The foundations of our energy policy in Britain have been thrown into the spotlight as countries around the world look to unwind their reliance on Russia. Reducing oil dependency is a step in the right direction. But as the human, environmental and geopolitical costs spiral, what the UK needs now is a decisive commitment towards developing and scaling low-carbon technologies. Decisive being the operating word. Cabinet, however, is at loggerheads over how to get there, and the release of a plan for our future energy dependence has once again been delayed.
Offshore wind is a UK success story to be proud of. But to date that success has been the exception rather than the rule. It has been fostered by stable policy and enduring cross-party commitment that has been absent for the majority of critical technologies that offer us the potential to take control of our energy bills and avert catastrophic climate change. We need to learn the lessons fast.
The past 20 years have seen the offshore wind industry flourish. From two small wind turbines off the coast of Northumberland to over two thousand turbines dotted along the North Sea coast – providing thirteen per cent of the UK’s electricity needs – the pace of change has been extraordinary. The UK, which only accounts for around 1 per cent of total global electricity demand, is a world-leader in terms of installed offshore wind capacity, punching well above its weight and only recently overtaken by China.
And it’s a similar story in terms of technology cost. Offshore wind started out around three to four times more expensive than gas, but it was cost-competitive by 2019, and is now significantly cheaper thanks to the recent unprecedented hike in gas prices, which have risen 13-fold year-on-year.
But this triumph is almost unique in UK climate policy. It stands out as the only low-carbon technology that has received consistent government support. And so it’s not surprising that offshore wind deployment has surged ahead of other technologies.
This offshore wind success has come at a time when deployment of other low-carbon technologies across the UK has stuttered, and as a consequence we are left reliant on increasingly expensive gas to fill the gaps when the wind isn’t blowing.
Hinkley Point C, currently under construction in Somerset and due to come online in the late 2020s, will be the first new UK nuclear power station in over 30 years. Onshore wind and solar power deployment has faltered in recent years following the decision of David Cameron’s government to pull support in 2016. And carbon capture and storage technology has twice suffered from the government pulling competition funding at the last minute.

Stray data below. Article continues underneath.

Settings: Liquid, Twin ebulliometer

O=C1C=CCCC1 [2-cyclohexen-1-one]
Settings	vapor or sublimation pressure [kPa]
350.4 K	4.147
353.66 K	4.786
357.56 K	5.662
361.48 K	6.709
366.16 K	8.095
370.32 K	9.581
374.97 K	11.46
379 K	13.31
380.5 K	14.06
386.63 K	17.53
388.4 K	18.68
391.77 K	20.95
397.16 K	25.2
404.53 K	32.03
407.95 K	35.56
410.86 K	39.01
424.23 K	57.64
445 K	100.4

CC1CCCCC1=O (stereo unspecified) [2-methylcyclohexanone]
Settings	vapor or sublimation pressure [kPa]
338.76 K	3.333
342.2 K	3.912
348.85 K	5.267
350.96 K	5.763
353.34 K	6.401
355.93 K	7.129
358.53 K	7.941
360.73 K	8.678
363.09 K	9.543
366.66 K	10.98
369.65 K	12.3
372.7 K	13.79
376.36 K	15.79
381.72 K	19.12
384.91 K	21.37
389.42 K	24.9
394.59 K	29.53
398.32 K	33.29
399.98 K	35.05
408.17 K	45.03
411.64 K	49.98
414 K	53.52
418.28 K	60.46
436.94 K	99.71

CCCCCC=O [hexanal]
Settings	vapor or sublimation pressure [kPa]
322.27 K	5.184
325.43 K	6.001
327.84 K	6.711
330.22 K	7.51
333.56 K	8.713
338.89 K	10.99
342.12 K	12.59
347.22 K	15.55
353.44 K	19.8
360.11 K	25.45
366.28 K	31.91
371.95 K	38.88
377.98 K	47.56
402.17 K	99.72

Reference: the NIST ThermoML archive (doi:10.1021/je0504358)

Blowing hot and cold on these low-carbon technologies has real long-term impacts on deployment, supply chain development, and jobs. Alarming data published last month by the Office for National Statistics revealed that there were 28,000 fewer people employed in green sectors in 2020 than there were in 2014. The most significant decline in jobs has been seen in the energy efficiency sector, where the government’s decision to “cut the green crap” in 2013 triggered a collapse in activity that has proved difficult to rebuild.
The removal of the zero-carbon home standard, subsidies for onshore wind, and spending on energy-efficiency measures has added £2.5bn to UK energy bills – equivalent to £40 per household, and that is expected to rise to £60 per household next winter, according to analysis by Carbon Brief. We’re watching it happen all over again now with the government’s decision to scrap the £1.5bnGreen Homes Grant after only 6 months.
The current energy crisis, with household bills soaring due to record-high gas prices and now the costs of Russia declaring war on Ukraine, only intensifies the need to accelerate the transition away from fossil fuels. Offshore wind capacity will need to increase at least four-fold to meet the government’s 2030 target. And to decarbonise buildings, annual heat-pump installations will need to jump from 35,000 today to 600,000 by 2028 to meet the government’s target, or one million by 2030 to meet the Committee on Climate Change (CCC)’s recommendation.
These targets are certainly challenging, and together they represent the biggest infrastructure overhaul since the Industrial Revolution. And time is short.
The transition can be achieved on time and it can rescue billpayers from unprecedented fossil fuel prices. But it will only happen if we learn the lessons of Britain’s success in offshore wind. We cannot afford to repeat the mistakes of the past.